How-To & Diy

Out of Baking Powder? Here Are the 3 Best Substitutes.

Because no—baking soda is not the same thing.

May  6, 2020
Photo by Rocky Luten

Baking powder has always struck me as quite magical. Typically used in tandem with basic baking soda, a teeny, tiny teaspoon of acidic baking powder can leaven an army of cookies, a trio of cake layers, or stack of pillowy tortillas alike.

But while they look similarly and often work side-by-side, baking powder and baking soda are not to be used interchangeably. Because baking soda relies on a certain amount of acid to be present to leaven a baked good, swapping baking soda for baking powder will yield a batter that’s improperly risen and overly basic (metallic-tasting). But before you run to the store, consider one of these three substitutes, all made from pantry staples.

Best Baking Powder Substitutes

Make your own!

That’s right—you can make your own baking powder right at home. For every 1 teaspoon you need, combine 1/4 teaspoon of baking soda with 1/2 teaspoon of cream of tartar. For a larger, storable batch combine 1 part baking soda with 1 part cornstarch (or arrowroot powder) and 2 parts cream of tartar.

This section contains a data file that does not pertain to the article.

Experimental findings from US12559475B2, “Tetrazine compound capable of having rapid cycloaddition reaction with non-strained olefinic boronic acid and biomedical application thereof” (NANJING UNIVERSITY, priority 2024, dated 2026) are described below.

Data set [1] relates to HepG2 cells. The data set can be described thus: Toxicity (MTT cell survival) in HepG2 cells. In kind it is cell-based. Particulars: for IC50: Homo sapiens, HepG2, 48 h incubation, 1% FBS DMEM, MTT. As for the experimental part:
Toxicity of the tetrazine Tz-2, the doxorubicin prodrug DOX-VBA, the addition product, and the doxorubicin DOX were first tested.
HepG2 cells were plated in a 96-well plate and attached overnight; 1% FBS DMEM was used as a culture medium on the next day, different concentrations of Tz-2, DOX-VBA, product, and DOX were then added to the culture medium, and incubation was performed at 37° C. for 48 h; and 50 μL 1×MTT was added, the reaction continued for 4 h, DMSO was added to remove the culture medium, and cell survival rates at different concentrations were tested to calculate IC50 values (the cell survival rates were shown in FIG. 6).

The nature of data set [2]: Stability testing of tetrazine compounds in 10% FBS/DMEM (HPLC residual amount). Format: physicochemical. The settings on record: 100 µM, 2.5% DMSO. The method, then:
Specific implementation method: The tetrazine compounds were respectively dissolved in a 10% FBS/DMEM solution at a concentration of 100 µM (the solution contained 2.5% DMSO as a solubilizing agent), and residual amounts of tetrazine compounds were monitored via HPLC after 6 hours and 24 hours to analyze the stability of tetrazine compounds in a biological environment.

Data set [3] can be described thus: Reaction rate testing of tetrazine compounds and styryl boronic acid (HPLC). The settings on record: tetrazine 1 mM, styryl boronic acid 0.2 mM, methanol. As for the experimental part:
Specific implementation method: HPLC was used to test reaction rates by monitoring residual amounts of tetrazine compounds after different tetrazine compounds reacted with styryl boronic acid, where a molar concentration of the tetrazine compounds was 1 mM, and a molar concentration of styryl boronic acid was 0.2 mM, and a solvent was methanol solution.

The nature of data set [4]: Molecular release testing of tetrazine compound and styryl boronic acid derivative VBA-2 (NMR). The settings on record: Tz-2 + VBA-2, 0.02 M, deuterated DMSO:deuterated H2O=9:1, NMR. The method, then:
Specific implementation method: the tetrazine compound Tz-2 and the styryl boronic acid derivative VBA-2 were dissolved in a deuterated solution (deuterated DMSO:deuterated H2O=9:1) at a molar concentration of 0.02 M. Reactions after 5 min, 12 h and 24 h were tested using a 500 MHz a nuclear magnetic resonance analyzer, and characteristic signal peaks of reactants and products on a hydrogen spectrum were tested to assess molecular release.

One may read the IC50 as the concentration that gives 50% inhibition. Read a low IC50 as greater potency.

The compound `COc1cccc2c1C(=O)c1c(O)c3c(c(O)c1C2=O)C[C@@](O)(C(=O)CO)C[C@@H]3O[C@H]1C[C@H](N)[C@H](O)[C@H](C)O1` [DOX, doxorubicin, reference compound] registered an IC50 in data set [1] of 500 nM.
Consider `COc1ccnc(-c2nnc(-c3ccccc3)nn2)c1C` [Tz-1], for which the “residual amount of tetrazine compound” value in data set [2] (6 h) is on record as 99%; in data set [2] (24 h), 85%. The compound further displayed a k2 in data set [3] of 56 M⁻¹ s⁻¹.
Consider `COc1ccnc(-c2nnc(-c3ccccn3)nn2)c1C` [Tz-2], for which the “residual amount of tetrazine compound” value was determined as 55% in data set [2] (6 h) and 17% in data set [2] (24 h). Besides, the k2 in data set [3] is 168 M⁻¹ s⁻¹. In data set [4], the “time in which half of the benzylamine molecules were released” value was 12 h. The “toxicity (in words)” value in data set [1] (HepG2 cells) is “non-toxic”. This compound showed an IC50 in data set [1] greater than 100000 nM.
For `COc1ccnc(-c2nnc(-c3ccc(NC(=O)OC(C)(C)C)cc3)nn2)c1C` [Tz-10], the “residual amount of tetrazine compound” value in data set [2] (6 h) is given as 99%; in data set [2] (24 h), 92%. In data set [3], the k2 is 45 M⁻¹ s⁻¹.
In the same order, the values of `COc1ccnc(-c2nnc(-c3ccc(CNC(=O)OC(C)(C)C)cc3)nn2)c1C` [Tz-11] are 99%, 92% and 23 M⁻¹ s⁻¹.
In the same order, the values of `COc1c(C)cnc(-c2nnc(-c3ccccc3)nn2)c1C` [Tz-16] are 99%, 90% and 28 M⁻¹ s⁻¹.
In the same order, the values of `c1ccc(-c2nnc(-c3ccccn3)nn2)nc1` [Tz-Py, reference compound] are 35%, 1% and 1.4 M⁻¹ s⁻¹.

Vinegar or Lemon Juice

A neutral-tasting acid, like white vinegar or lemon juice, will react with baking soda to create the leavening powers you need. To substitute 1 teaspoon of baking powder, combine 1/4 teaspoon baking soda with 1/2 teaspoon vinegar.

Self-Rising Flour

Self-rising flour has—you guessed it—leavening agents added. For each cup of self-rising flour, you can expect 1/2 to 1 teaspoon of baking powder and 1/4 teaspoon of salt to be present. Sub self-rising in for all-purpose flour 1:1, omitting any other leaveners in the recipe.

Try your subs on for size

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Coral Lee is an Associate Editor at Food52. Before this, she cooked food solely for photos. Before that, she cooked food solely for customers. And before that, she shot lasers at frescoes in Herculaneum and taught yoga. When she's not writing about or making food, she's thinking about it. Her Heritage Radio Network show, "Meant to be Eaten," explores cross-cultural exchange as afforded by food. You can follow her on Instagram @meanttobeeaten.

1 Comment

Smaug May 6, 2020
By my count, we have one baking powder substitute, a couple of cream of tartar substitutes (you could also use citric acid, lactic acid, something high in lactic acid such as yoghurt or sour milk, or other sources of acid), and one product containing baking powder (there's also Bisquick and probably others). There are some other dry leaveners used in commercial baking that work similarly to baking powder, but unavailable to consumers (probably with good reason) and thus not well known to me.